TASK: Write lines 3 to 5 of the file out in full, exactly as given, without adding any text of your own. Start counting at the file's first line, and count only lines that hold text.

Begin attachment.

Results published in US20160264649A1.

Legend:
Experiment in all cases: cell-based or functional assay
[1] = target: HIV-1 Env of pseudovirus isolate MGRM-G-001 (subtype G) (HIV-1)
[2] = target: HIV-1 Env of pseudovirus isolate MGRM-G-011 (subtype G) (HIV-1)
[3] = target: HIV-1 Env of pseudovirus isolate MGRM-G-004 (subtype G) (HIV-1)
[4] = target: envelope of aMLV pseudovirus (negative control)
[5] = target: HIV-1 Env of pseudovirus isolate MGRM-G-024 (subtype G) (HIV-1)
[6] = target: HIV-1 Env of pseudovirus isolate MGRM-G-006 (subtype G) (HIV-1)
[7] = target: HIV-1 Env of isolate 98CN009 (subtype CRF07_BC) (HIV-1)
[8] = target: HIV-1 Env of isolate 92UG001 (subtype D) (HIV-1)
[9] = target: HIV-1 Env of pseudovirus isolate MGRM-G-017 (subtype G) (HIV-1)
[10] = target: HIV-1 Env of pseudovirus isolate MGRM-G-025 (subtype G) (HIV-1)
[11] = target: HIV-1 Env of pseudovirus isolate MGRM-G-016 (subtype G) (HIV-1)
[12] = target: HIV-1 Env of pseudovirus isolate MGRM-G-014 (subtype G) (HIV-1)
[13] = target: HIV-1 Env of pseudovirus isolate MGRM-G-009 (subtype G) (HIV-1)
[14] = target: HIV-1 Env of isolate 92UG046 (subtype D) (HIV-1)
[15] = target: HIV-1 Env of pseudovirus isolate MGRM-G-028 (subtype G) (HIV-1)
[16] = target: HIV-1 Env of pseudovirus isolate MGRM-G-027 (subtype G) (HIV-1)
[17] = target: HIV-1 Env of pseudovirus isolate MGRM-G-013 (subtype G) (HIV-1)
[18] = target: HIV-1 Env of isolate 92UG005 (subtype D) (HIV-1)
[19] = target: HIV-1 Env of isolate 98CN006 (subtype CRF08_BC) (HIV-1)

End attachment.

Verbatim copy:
Experiment in all cases: cell-based or functional assay
[1] = target: HIV-1 Env of pseudovirus isolate MGRM-G-001 (subtype G) (HIV-1)
[2] = target: HIV-1 Env of pseudovirus isolate MGRM-G-011 (subtype G) (HIV-1)